on May 10, 2014
I first read this book in college, over twenty years ago, and was so impressed with it that I read Rewald's follow up to it, The History of Post-Impressionism. I found of used copy and decided to reread it. It was almost as great as I remembered.
The book is lively, heavily illustrated with photographs both in color and in black and white, and it covers to period from roughly 1855 to 1905 when the art movement called - derisively at first - Impressionism was born, matured, and ultimately became accepted. It chronicles the lives and struggles of artists such as Monet, Degas, Pisarro, Renoir, Manet, Moriset, Cezanne, Cassatt, and others. A struggle it truly was. What impressed me as a student and impresses me still is how hard they worked and with so little reward or recognition. Indeed, they were met with derision, laughter, and ridicule. It took decades for modest success to be achieved.
Their opponent was the establishment in the form of the French Academy, which controlled the artistic tastes of the time and for the world. Painters who today are largely forgotten, such as Cabanel, Gerome, and Bouguereau, where world famous, rich and powerful, and they controlled who got into the shows at the Salon. The Impressionists were almost entirely excluded. The academic painters gained all the benefits of the power of the French state to advance the arts, while those outside got little.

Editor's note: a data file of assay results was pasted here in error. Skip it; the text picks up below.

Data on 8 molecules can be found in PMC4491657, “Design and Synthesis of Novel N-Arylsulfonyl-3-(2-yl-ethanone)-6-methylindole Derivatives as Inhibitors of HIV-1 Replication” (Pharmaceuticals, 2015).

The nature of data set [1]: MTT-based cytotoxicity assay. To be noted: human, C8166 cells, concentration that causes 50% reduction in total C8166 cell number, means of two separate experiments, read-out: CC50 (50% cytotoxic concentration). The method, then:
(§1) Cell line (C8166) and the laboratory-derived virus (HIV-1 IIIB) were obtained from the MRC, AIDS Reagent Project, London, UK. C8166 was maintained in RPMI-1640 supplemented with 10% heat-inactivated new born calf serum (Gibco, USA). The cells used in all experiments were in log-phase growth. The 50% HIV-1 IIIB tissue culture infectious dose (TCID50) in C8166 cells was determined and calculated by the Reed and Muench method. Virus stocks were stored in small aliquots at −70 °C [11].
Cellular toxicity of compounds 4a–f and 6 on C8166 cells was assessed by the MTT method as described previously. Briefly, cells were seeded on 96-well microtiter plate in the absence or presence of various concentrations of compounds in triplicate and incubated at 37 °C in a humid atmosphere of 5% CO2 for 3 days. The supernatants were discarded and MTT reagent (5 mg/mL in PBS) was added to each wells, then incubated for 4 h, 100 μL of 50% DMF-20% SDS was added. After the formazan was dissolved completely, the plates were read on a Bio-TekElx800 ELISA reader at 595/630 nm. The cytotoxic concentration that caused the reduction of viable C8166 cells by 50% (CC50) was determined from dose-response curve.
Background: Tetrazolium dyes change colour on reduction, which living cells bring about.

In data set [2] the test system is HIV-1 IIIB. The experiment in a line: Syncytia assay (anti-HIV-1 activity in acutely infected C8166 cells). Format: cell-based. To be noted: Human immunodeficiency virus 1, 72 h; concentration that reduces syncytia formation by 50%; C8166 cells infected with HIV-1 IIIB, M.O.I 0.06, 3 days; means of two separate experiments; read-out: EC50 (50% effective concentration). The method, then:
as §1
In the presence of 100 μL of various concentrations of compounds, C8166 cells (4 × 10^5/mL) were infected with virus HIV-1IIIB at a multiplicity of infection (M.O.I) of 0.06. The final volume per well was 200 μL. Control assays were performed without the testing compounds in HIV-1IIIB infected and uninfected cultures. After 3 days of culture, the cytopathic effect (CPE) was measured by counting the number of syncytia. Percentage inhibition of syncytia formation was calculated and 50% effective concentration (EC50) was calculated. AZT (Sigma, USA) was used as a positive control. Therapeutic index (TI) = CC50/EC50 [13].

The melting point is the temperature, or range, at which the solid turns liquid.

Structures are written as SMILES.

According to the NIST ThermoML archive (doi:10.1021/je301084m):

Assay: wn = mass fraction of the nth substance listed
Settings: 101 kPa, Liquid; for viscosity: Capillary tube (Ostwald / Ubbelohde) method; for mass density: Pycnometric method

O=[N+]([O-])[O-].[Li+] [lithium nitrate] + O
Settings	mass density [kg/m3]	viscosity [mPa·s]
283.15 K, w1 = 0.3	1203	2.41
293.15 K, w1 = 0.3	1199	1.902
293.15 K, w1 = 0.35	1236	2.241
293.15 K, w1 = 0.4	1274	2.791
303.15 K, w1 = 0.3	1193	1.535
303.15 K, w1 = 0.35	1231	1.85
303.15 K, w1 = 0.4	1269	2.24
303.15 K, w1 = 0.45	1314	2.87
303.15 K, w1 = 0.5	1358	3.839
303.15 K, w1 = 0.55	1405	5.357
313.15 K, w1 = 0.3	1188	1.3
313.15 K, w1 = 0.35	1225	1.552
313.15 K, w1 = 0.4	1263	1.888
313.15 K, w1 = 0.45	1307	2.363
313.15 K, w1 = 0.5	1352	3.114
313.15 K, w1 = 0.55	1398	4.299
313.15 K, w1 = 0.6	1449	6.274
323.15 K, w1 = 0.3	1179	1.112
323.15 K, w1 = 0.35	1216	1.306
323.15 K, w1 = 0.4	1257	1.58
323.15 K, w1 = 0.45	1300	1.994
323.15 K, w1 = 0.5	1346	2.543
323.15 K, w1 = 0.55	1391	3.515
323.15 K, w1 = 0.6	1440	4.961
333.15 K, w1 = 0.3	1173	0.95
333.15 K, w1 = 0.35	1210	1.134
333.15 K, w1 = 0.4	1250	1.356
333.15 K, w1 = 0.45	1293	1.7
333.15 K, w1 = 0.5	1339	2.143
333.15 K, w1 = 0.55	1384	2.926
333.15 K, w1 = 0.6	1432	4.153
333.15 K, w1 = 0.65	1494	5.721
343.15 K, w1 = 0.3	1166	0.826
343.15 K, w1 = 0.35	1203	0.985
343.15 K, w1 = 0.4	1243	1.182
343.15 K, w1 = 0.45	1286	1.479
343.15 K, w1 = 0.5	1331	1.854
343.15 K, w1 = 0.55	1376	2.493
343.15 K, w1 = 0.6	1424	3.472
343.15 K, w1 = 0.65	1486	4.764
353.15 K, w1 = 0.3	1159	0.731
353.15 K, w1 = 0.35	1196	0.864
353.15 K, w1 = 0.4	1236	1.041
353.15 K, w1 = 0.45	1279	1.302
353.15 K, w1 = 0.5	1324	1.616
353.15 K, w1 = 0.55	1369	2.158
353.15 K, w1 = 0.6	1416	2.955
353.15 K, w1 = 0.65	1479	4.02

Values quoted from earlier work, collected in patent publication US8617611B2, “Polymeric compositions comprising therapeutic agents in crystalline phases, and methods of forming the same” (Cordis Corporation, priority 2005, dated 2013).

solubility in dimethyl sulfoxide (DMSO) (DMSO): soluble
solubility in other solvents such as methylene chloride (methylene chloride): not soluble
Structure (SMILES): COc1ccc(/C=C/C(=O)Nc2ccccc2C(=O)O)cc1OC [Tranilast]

The book is inspiring and beautifully written and illustrated. It is a large book, over 500 over-sized pages, my only complaint is I wish more of the illustrations were in color. I highly recommend this book. You will learn a great deal about painting theory, history, and much about the painters themselves. They had colorful personalities and each is lovingly portrayed by Reward, with Monet, Cezanne, and Manet being standouts.
on June 9, 2015
When I first checked this book out from the public library at 12, I didn't know much about Impressionism. There were simpler books I could have read, but this one fascinated me from the beginning. Instead of reading it from cover to cover, I sampled it sporadically. I was more interested in the pictures than the text, and I still am today. What I found most interesting was the accounts of contemporary art critics and how they responded to Impressionism. Some of them condemned it outright, but others were surprisingly receptive, and, as John Rewald points out, they could also be hard on the more conventional Salon painters.
Rewald's book was a distant memory when I found I could buy an inexpensive used paperback on Amazon. My copy was a bit battered, but I enjoyed refreshing my memories.
on May 8, 2015
This was the forerunner of the modern art book, before it's publication most art books images were B&W with poor paper quality. The author and this book brought back Impressionism to the forefront of the art world. With the high quality glossy paper and color images this was a best seller allowing the author to make numerous, updated and improved editions The prices of the paintings we see today and the continuous popularity of Impressionism owes a debt to the author. I would still highly recommend this book to the student of Impressionism and even though there have been many books about Impressionism this one is still the best researched and document book on the subject..